Joseph Mallard William Turner. The Shipwreck. 1805
Picturesque is an aesthetic debate and ideal first introduced in 1782 by William Gilpin in one of his books where he would write to ‘instruct’ and educate the British traveller to examine the English countryside and its nature. The idea of picturesque beauty strands from the Gothic and the Celticism, and the term started to emerge as a result of the coming culture of Romanticism in the 18th century. In order to understand the term and the aesthetic debate on picturesque ideal we have to look into its context and history. By the time of the 18th century the awakening of the Enlightenment was well on its way, affecting all arts, that including painting and architecture. Picturesque grew out of the ideals of beauty and sublimity, the Enlightenments rationalist started to argue that these to terms were something non-rational and instead instinctive.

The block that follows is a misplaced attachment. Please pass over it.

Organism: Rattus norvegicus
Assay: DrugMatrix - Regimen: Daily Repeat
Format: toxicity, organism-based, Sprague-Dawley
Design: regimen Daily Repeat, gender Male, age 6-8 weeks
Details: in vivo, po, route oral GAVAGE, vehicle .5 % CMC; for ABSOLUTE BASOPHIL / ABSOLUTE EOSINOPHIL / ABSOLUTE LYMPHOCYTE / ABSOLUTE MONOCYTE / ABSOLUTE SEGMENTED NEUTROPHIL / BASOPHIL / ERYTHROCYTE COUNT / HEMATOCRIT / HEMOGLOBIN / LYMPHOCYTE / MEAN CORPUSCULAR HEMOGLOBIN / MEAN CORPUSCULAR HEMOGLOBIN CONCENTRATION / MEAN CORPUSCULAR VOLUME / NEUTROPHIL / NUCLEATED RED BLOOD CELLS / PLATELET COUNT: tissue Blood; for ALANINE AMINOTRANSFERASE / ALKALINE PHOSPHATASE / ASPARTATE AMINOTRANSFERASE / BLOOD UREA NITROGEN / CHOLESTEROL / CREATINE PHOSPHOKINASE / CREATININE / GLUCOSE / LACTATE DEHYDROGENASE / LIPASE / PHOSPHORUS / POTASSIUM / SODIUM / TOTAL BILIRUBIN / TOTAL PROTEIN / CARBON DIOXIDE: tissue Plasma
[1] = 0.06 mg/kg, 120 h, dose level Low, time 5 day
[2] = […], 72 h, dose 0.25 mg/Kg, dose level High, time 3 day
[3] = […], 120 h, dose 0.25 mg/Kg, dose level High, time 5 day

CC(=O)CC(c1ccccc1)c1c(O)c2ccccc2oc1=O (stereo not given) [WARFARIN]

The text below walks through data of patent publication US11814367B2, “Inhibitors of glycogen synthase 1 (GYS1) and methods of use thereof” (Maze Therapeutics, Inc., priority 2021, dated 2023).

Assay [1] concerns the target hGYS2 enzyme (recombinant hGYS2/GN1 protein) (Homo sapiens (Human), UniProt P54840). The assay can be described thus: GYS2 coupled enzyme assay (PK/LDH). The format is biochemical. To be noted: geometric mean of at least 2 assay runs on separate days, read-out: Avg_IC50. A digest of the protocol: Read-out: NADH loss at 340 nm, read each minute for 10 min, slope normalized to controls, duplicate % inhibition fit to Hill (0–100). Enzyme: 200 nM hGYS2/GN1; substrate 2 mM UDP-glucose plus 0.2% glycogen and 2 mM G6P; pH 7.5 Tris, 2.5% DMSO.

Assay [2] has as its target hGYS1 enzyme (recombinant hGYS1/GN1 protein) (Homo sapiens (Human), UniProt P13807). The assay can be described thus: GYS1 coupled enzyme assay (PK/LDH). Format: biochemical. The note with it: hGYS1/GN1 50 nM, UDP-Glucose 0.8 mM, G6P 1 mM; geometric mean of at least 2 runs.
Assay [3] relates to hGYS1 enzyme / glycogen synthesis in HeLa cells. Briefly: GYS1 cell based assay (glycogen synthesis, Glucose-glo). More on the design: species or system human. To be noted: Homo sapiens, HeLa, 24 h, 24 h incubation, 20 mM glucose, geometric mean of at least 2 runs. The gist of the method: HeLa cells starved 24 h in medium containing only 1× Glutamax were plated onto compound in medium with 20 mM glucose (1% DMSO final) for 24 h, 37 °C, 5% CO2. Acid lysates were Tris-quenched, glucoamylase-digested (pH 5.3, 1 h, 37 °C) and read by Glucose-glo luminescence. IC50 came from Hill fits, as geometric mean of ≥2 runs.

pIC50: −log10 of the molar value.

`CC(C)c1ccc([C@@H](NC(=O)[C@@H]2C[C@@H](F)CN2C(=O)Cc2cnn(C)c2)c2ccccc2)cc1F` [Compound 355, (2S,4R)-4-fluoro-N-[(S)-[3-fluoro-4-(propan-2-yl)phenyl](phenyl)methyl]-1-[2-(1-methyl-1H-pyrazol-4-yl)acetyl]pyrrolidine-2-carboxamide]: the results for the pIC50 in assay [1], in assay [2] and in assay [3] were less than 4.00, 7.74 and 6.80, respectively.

This argument was supported by the awakening of our subconscious and philosophies at the time, taking as an example; we do not look at curves and lines and thereof decide that they are beautiful but it is because something within us has awaken. A strong mind and influence in this debate was Edward Burke. He believed in the space between beauty and sublimity that there could be beauty and horror side by side in coexistence.
And for the curious Londoner, you can also see the exhibited work above at Tate;